May 13th, 2015 in Web Design

Responsive Web Design Guide

Why Responsive?

In 2015, Google updated their algorithm to favour websites that are mobile friendly over those that are not. Basically this means that if there were two competing websites in the same niche of equal standing in search engine terms, one being responsive and one being static, the mobile friendly version would receive a higher place in search engine results. In industries with lots of competition, this could see websites losing many places in search engine rankings.

For this reason it’s important to make sure you have a responsive website that Google sees as being mobile friendly. Google has a tool that tests your site for responsiveness – take the website mobile friendly test.

Also, as increasingly more people use smartphones and tablets to browse the internet, you could be cutting your self off from 80% of the visitors to your website because the site just doesn’t look good or function correctly on these devices. It makes sense to cater for your audience’s tastes by making your site accessible to all users.

What is a responsive website?

 A responsive website is built on a fluid layout that adapts itself to the browser window, giving a view of the site that suits the device and screen size of the visitor.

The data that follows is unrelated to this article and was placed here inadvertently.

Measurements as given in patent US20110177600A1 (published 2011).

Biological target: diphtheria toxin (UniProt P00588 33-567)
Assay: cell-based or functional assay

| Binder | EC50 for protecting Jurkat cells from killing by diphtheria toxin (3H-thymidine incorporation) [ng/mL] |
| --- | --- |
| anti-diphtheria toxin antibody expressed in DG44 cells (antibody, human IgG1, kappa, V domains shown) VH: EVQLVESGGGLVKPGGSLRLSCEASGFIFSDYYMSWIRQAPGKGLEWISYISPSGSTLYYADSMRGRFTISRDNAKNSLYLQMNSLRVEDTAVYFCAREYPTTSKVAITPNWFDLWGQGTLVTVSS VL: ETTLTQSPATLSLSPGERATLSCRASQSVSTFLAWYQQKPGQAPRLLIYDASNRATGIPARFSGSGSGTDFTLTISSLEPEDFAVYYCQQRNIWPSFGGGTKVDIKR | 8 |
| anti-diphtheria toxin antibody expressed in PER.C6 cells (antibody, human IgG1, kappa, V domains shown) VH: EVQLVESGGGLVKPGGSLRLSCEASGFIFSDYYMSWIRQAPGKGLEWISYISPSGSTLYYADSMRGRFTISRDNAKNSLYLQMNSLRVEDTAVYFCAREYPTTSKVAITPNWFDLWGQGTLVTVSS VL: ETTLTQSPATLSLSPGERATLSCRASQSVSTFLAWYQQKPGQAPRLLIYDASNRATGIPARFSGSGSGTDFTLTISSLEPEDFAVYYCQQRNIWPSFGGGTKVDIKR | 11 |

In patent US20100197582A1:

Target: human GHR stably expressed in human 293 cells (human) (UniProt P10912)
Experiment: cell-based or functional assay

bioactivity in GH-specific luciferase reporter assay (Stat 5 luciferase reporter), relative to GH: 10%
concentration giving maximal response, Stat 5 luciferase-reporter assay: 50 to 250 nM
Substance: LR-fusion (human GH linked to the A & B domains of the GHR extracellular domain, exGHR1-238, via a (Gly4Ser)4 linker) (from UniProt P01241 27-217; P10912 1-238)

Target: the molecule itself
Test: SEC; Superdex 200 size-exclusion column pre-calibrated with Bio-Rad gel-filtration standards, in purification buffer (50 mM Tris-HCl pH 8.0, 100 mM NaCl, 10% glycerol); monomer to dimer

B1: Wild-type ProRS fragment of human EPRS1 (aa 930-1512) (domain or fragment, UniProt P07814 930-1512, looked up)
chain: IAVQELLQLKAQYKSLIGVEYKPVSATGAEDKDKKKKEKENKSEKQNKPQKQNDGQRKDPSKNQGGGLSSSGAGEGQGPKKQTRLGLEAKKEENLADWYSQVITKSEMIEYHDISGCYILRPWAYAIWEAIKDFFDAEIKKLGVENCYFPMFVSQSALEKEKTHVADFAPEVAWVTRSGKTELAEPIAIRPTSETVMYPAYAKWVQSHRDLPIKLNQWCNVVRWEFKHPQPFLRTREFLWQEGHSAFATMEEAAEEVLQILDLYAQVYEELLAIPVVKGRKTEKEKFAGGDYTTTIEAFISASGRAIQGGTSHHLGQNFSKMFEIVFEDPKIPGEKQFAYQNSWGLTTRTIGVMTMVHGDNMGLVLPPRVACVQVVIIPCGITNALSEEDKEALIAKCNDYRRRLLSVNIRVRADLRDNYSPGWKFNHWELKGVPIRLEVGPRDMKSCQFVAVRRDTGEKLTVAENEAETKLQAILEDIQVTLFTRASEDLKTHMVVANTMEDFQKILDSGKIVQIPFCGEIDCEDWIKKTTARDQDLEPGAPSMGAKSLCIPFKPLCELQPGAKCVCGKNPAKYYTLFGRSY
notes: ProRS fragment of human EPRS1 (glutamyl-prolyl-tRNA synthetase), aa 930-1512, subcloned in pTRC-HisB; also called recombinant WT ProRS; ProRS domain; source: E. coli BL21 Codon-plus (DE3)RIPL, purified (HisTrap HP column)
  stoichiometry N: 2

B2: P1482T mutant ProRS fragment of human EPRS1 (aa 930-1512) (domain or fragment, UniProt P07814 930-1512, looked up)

A website can show different elements to different devices, catering for not just screen size but the fact that mobile visitors may have a slow data connection. For this reason current web design trends favour flat colours, easy to read and simple layouts and are designed to be as lightweight and as fast as possible. The images, text and other elements resize and reposition themselves according to the browser window.

How to make your website responsive

Unfortunately there is no easy fix – a website must be coded to be responsive, and will probably need the layout completely redesigning to allow for the needs of a fluid layout. You cannot take an existing site and just “make it responsive” and many people take the opportunity to redesign their sites completely.




Comments (1 Comment)

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  • Anrola   |   9th June 2015

    Good article. I think that this is something that cannot be stressed enough, Google now favouring mobile responsive sites. Keeping up with Google is almost a full time job in itself, but by keeping up with what matters to them and paying attention to their webmaster guidelines will see you good. Thanks for the pointers.